How much viewing time do you have this weekend?

‘Good grief’
When to watch: Now on Sundance Now.

In Season 1 of this New Zealand comedy, sisters Ellie (Eve Palmer) and Gwen (Grace Palmer) inherit a funeral home and its eccentric employees, which the more uptight Ellie has started to embrace, but the more free-spirited Gwen bristled. In Season 2, Gwen tried to sow wild oats as a DJ in Bali, and she returns home with a fresh, if not always welcome, perspective.

“Grief” obviously has the makings of a sad show, but it’s much more “look at all those adorable goofs; life is short, but we have fun” that “here is the endless chasm of sadness, a darkness so dense that no light can escape; death is coming.” Season 2 is streaming now and also airs weekly on IFC starting August 17.

“Lost and Found Recipe”
When to watch: Friday, on Discovery+.

There’s an episode of “Friends” in which Phoebe’s grandmother’s secret cookie recipe turns out, after much agony, to be the Nestlé Toll House recipe, printed on the bag of chocolate chips. “Recipe Lost and Found” is more or less that, in its sweetest, most well-meaning form. In each episode, chef and food anthropologist Casey Corn encounters a family trying to piece together a beloved but lost recipe, then Corn sets out to learn more about the dish and its cultural influences before surprising everyone with his recreations. It’s a lovely premise, even though the episodes made available for review all seem to rely on obvious and eminently googleable ingredients.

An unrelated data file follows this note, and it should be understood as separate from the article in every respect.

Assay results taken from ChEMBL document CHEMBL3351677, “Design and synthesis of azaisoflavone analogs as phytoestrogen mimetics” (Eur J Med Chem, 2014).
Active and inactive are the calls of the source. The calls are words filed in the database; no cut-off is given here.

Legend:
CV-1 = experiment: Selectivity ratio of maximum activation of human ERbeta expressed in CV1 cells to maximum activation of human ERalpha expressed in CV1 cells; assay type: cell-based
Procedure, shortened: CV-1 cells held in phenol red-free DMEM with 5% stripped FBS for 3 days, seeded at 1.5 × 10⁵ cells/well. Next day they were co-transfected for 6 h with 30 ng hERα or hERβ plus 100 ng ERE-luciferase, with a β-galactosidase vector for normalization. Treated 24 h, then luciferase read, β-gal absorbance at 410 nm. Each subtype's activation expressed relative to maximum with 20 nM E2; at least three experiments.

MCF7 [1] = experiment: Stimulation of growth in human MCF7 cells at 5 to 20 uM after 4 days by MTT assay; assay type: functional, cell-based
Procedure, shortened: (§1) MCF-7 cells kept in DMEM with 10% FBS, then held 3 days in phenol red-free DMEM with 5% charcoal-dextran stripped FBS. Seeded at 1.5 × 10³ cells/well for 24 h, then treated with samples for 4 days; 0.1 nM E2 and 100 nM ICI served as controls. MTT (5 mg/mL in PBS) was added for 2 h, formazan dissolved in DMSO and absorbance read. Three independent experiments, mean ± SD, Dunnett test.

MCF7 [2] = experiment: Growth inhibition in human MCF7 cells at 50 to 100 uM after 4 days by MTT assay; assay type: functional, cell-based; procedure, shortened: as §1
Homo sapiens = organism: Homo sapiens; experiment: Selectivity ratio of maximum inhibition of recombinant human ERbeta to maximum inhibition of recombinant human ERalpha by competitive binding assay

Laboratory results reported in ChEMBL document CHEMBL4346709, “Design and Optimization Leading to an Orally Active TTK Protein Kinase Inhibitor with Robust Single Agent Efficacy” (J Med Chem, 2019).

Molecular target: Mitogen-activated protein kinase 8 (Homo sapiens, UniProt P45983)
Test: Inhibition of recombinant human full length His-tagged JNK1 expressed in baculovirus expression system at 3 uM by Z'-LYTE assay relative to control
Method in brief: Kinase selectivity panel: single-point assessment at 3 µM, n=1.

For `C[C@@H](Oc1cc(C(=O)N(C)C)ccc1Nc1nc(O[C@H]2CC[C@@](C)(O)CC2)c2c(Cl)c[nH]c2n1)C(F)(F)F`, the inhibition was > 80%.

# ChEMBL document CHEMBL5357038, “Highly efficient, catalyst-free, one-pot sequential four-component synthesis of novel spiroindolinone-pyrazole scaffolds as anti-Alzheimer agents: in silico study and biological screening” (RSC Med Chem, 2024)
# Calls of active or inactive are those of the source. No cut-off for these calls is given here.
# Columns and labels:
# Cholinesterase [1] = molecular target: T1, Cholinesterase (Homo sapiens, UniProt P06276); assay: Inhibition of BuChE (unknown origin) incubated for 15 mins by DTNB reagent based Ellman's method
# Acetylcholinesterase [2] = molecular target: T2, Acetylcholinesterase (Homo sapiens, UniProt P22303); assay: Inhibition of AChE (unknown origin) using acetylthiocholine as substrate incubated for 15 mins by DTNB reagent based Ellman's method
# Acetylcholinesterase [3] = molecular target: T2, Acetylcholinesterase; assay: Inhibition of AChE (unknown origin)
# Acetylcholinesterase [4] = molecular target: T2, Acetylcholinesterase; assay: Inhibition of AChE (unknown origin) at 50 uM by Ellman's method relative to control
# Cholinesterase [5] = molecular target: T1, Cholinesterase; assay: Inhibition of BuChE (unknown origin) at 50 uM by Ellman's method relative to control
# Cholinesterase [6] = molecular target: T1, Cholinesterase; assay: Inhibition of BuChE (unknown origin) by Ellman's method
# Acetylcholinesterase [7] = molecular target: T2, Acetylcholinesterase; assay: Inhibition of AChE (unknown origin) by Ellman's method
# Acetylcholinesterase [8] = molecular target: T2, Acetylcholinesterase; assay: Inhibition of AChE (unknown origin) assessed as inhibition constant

“State of Happiness”
When to watch: Now on Amazon (season 1 only) and Topic (seasons 1 and 2).

This Norwegian drama (in Norwegian and English, with subtitles) begins in 1969, and its characters are linked to the nascent oil industry, as divers, secretaries, executives, farmers in danger of exploitation. Anna (Anne Regine Ellingsaeter) is our Peggy Olsen, straddling class and cultural divides to navigate the business world.

“State” sits right between “Call the Midwife” and “For All Mankind,” shows about dynamism and social change, with no real villains but plenty of good costumes. There’s also a refreshing lack of twists or schtick; all of the energy and urgency of the show comes from relatable human behavior. Unbelievable! If you liked “Deutschland 83”, the new season of “Borgen” or PBS shows in which young people hold lambs and fall in love with green landscapes, watch this.


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